Chapter 2: A Point Of View

Footnote: Simulation

Throughout life, each accumulates memories of all his experiences. With these, his mind constructs, and continuously augments, a neural model that simulates his world outside. Each of us interprets what he sees by com­paring current experiences with this neural model.

I understand certain objects in the outside world. For example, I understand what a car is and what it does. To do this, my brain has to construct, within itself, a neural model of a car. This model is not a complete simulation of a car. It does not contain all the chemical and thermodynamic equations involved in designing the way the engine efficiently converts fuel into rotational motion. It merely contains a limited simulation of those aspects of a car's structure and functionality that are useful to me. If I really wanted to understand all about a car, the neural model within my brain would have to incorporate every aspect of every nut, bolt and sub-system within it.

I do not understand cars to this depth. However, I did acquire a deep understanding of certain subsystems within aircraft.

Example of Flight-Simulation

Phantom F4-M fighter-bomber. I once had the job of simulating, within a digital computer, various types of aircraft navigation equ­ipment and their terrestrial environments. The simulation software that I wrote was to drive full-sized model-specific flight simulators for training civil and military pilots. For this, it was vital that the simulator behave exactly as the real aircraft. Therefore, I had to make sure that my software not only simulated the intended functions of each nav­igational subsystem, but also its defects and idio­syncrasies.

The only way I could guarantee this was to simulate not only what each unit did, but also the way that it did it. This meant simulating every basic component of each unit and the way it interfaced with all the other basic components of the unit. This work made something abundantly clear to me. The software that simulated an aircraft navigation unit was always, by fundamental necessity, more complex than the physical unit it simulated. Add to this the complexity of the hardware of the Honeywell DDP124 computer, on which my software ran, and the complexity be­came vastly greater than that of the physical unit it simulated.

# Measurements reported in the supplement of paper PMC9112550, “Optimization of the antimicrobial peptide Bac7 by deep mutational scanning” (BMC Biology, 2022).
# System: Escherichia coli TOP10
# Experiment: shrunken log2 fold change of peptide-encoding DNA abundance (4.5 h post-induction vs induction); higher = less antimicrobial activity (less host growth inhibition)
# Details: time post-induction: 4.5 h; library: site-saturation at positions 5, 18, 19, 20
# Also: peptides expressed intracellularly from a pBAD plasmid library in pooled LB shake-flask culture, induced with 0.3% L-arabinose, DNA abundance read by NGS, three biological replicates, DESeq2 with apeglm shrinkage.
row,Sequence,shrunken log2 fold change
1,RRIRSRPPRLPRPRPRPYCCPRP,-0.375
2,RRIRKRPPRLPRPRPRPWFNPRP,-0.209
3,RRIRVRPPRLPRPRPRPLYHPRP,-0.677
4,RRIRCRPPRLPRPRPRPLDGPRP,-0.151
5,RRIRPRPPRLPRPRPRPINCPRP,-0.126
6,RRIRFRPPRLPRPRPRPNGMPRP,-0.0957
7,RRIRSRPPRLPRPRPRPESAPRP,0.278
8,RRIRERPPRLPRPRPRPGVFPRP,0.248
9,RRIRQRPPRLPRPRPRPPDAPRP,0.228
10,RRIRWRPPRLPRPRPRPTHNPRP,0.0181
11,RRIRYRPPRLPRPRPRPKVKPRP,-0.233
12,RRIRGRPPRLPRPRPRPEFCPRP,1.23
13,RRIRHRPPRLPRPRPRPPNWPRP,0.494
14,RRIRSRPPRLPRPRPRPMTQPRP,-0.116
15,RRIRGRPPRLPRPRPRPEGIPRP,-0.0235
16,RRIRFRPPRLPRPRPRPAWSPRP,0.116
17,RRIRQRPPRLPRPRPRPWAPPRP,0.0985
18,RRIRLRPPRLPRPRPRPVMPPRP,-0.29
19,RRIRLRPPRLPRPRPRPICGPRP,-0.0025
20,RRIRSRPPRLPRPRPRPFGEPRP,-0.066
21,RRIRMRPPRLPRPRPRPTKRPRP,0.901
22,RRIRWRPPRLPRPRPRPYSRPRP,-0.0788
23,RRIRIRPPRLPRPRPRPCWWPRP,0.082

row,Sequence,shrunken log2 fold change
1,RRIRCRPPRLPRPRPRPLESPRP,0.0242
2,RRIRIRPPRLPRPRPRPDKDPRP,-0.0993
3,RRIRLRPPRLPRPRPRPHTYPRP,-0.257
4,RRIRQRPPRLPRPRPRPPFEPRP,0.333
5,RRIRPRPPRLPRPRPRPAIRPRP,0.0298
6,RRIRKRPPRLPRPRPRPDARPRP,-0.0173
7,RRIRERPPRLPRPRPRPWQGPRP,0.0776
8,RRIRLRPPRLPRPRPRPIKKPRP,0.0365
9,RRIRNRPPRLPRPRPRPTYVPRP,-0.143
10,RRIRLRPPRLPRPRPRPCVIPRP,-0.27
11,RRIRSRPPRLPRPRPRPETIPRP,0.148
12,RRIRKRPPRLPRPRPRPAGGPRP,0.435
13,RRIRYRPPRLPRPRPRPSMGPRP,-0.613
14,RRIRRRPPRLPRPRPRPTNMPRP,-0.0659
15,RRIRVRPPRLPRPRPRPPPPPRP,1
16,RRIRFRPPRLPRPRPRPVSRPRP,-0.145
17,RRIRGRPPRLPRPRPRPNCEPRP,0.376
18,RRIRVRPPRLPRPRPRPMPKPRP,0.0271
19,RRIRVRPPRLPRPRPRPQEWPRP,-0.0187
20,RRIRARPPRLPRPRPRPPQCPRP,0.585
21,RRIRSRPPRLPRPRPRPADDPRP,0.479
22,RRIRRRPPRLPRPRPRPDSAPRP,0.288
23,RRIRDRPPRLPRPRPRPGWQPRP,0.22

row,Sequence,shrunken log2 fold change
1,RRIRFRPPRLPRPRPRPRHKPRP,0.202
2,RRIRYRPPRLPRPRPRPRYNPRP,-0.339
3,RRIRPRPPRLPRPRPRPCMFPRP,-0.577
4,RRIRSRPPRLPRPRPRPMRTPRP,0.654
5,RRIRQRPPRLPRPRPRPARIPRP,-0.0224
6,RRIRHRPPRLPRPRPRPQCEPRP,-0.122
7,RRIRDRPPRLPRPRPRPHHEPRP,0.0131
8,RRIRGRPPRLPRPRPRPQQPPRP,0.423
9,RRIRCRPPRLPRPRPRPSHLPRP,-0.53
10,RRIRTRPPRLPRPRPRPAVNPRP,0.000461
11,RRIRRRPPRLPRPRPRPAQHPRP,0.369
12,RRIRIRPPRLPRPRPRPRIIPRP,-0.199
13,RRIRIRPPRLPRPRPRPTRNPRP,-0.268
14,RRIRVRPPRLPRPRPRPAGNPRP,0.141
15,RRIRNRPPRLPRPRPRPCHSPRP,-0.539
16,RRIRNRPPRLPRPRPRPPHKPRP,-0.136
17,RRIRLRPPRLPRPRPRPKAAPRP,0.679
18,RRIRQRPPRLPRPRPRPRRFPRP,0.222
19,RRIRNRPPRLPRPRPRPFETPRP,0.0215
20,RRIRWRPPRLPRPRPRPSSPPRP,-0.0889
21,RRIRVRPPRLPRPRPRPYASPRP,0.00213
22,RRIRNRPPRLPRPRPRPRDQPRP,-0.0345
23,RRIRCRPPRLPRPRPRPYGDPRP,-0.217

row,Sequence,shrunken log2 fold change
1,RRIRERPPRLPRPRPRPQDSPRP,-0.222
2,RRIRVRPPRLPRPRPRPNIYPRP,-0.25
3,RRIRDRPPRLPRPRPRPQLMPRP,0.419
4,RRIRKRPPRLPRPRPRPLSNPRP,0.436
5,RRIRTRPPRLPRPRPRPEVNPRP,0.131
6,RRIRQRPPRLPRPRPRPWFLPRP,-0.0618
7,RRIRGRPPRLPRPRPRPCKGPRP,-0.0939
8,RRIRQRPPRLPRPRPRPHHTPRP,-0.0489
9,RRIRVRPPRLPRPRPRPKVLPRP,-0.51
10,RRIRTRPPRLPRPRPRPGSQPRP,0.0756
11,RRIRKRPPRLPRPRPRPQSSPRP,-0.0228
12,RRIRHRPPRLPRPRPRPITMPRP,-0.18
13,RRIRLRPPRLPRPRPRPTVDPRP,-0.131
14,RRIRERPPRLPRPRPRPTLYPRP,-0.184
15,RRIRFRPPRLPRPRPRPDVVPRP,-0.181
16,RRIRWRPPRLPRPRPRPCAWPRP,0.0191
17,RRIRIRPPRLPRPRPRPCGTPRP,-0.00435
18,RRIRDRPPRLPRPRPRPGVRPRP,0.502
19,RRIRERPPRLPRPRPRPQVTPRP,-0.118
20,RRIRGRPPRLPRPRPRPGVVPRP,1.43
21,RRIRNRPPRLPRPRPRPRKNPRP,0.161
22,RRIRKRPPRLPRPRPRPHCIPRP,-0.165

All that was a long time ago. Today, I am working at my personal computer writing these words. My personal computer is vastly more complex than the Honeywell DDP124 that I used to drive the flight simulators. My personal computer is running the Linux operating system which is, in turn, running many basic services and ap­plication programs simultaneously, including the gedit text editor I am using to write these words. A global navigation system far more advanced than the sim­ulator software I wrote in the late 1960s will run in one small corner of my PC while it is doing hundreds of other things at the same time.

The Paradox of Self-Simulation

My personal computer has no problem running a global navigation program, which includes a piece of software that acts as a navigation model of the Earth. But could my personal computer run a complete software simulation of itself?

Firstly, my personal computer would have to run software to simulate its own CPU and all the other components on its motherboard, including its 4GiB of memory. It would also have to include simulations of its 250GB disk storage and other peri­pheral devices. It would also have to include a simulation of the Linux operating system and all the applications and services currently running. It would also have to include a limited simulation of the computer's outside world, including me (its human operator) and the Internet. Only then would it have a means of perceiving its own soul, so to speak.

An Infinite Regression Problem